Journaling Can Improve Your Emotional and Physical Health

Researchers have found that journaling for as little as four minutes a day resulted in measurable difference in a person’s mood and and sense of well being. Additional research by University of Texas at Austin psychologist and researcher, James Pennebaker, found that regular journaling strengthens immune cells (T-lymphocytes) and resulted in a decrease in health problems and an increase in immune system functioning. Researchers have also found that students who wrote about meaningful personal experiences for 15 minutes a day over the course of several days in a row felt better and got higher grades in school.

Journaling Allows for Hindsight and Perspective

Reviewing journal entries is a great way to remind yourself how much feelings can change–even very powerful feelings. When you reread what you write, you actually feel the feelings that you felt when you wrote it and can quickly notice how much feelings can fluctuate and change and how temporary they are. Rereading the entries allows you insight that coupled with hindsight is beyond powerful. You aren’t just thinking back on events in your life, but you are experiencing the feelings you felt then with your feelings now and are able to recognize steps that lead to your personal success and steps that do not. Reviewing journal entries is also a unique way to see and recognize patterns–healthy or unhealthy–and help you to make decisions that can lead you to reach the life you have determined for yourself. Journaling gives you an inside perspective and ability to reflect that simply relying on your memory does not.

Journaling Allows You to See God In Your Life Regardless of the Challenges

It is hard in this life to feel like your life is being guided and directed especially amongst such uncertainty. There is a poem that is pretty famous but that is always been one of my favorites. It is titled, “The Footprints”. It recounts how it was only after a man looked back on his life that he realizes how he was carried and that he was guided and directed even and especially during his darkest times. Journaling allows you to see His footprints in your life.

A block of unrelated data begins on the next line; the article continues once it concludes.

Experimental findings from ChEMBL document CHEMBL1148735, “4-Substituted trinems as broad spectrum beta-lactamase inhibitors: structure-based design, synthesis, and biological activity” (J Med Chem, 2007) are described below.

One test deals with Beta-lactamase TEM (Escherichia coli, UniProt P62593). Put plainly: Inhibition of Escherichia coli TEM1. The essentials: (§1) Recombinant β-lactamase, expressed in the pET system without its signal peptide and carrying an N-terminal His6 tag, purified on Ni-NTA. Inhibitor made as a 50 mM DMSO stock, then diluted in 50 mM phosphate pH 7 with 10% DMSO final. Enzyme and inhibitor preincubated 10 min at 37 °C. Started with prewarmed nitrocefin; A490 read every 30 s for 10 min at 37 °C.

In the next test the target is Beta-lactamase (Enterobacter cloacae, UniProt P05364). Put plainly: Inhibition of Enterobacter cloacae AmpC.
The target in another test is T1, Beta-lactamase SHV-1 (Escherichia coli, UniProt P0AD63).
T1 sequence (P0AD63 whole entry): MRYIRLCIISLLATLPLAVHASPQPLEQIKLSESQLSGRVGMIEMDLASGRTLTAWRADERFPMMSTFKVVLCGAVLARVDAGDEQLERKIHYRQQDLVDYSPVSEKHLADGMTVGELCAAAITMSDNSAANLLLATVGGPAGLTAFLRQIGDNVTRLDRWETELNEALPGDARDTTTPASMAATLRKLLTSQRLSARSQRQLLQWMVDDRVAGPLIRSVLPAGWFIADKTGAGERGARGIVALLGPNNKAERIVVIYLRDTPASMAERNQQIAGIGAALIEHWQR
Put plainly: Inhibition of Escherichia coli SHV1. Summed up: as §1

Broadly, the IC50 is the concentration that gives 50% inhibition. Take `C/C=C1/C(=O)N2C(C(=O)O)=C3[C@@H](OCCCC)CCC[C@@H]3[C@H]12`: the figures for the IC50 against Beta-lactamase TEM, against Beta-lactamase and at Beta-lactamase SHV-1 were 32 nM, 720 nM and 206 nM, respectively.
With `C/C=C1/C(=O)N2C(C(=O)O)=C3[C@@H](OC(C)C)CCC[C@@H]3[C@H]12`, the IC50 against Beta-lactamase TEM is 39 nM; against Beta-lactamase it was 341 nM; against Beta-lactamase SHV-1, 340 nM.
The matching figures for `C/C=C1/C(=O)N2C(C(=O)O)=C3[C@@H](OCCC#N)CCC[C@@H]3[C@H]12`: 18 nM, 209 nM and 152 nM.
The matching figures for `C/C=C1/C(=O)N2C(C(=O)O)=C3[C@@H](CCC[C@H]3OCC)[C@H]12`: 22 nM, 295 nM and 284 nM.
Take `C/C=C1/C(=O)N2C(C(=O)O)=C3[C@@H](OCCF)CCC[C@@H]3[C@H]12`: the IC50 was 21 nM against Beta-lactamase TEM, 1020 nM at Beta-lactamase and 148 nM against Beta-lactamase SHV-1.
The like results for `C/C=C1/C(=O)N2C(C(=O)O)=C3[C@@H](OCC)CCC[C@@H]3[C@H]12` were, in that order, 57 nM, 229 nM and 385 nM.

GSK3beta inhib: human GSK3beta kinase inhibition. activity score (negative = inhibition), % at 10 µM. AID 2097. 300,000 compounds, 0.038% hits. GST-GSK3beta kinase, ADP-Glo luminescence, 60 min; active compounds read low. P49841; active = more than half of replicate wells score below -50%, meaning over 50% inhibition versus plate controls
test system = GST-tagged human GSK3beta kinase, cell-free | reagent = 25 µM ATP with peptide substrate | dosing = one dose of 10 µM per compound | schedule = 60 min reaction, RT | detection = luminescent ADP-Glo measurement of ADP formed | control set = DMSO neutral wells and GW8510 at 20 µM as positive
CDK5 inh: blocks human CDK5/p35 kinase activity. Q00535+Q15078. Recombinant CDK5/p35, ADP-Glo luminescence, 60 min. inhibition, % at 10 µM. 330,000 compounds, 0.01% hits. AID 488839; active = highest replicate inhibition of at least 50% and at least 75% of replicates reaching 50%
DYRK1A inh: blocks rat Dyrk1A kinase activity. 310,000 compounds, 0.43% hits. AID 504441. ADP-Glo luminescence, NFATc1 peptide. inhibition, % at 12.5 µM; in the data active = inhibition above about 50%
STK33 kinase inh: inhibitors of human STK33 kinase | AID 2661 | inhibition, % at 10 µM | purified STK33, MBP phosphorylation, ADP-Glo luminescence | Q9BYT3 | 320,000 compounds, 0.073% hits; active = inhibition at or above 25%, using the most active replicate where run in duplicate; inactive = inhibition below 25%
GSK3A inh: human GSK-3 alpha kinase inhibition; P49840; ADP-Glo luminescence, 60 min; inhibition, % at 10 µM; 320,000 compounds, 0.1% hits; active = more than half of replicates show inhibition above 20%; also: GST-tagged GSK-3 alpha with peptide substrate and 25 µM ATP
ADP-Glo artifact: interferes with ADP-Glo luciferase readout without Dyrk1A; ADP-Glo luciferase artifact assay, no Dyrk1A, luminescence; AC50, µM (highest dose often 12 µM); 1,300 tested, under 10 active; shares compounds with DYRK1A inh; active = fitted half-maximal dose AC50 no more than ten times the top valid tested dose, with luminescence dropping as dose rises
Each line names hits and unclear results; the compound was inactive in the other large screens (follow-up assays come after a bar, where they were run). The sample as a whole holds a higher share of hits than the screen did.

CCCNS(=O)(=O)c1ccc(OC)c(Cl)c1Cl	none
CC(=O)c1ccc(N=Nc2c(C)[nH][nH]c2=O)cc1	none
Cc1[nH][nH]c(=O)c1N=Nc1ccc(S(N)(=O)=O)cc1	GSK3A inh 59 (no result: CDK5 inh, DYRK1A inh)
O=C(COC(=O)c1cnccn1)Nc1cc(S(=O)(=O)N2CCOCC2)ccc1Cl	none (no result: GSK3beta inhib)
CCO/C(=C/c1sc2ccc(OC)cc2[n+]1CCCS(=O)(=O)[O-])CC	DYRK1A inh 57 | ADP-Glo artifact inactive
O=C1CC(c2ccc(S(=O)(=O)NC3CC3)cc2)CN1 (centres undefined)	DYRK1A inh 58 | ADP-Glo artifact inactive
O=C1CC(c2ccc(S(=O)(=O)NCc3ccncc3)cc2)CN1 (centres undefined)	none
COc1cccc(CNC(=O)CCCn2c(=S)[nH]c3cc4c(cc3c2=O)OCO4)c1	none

Journaling Allows Us to Deal With Things That Are Outside of Our Control

We all love to feel in control. The examples are endless–from the weatherman who is supposed to predict the future and our outfit for the day—to even the school lunch calendar which can make or break your kid’s heart. Routine makes us feel good, like we control the outcome. Journaling is a great way to realize it’s okay not to have all the answers. It helps you focus on what you do know and the resiliency and strength we don’t always recognize in ourselves becomes apparent as we have daily examples of reactions to events that are outside our control.

Journaling Makes You Happier

Best selling Author and Top podcaster, Gretchen Rubin, devotes her life to seeking for ways and habits to be happier. She actually advocates for something she calls the ‘one sentence journal’ and even has a top selling one sentence journal and she has been journaling for 10 years. She has found that journaling doesn’t have to be a long task, but that it can and does make you happier. You don’t have to worry about the length of your journal entries or the content, but being consistent in writing can and will make you have a happier outlook on life.

There is power in simple and small things. Journaling is one proven way that you can reap a myriad of benefits that are proven to improve your mental health, and your relationships. So, make a moment to spend time journaling- start with just a sentence or thoughts on a topic of your choice or take an inventory of your relationships and life goals and where you are headed. When life seems out of control and you need to clear your head, don’t neglect the small and powerful gift that is the small act of journaling. I can promise you will be amazed at the results.

Law of Love that Can Change Your Relationship

Being in a relationship is a leap of faith. In honor of leap year, I thought I would share a truth about love that will help change and improve your relationship.

My husband says that ice cream is best received in small, consistent doses and love is no different. Sometimes it is portrayed in the movies or reality television that it is these grandiose moves that you feel loved, but the truth is that it is actually the small things over time that cement relationships. According to top psychological researcher and clinician, John Gottman, PhD: “It’s the small things done often that make the biggest difference.” These small things are referred to as “bids”, which are really opportunities to pay attention to the small ways in which your partner reaches for you and attempts to connect. How you react to these bids to connect everyday will make more of a difference than extravagant gifts or time shared once in awhile. In fact, Dr. Gottman discovered after conducting a six year study on newlyweds that couples who stayed together turned toward each other’s emotional bids 86 percent of the time, while those who went on to divorce turned toward each other’s bids only 33 percent of the time.

When you are looking at filling your bucket with love, it is best filled with consistent, meaningful drops rather than a downpour of rain. So look for ways to express the love you are feeling in daily ways–whether it is a kiss before you walk out the door, a “miss you” text during the day, making the bed etc. The act itself could be anything but it is important that you express that it is your way of showing your love. Everyone wants to feel chosen and it is important to look for and be intentional about the ways in which you are choosing to share and express your love and to do it in small ways that are done often. So, take the leap and make a decision to be intentional about a small act of love that you can do consistently and you will be amazed at how far it takes you. Happy Leap Year!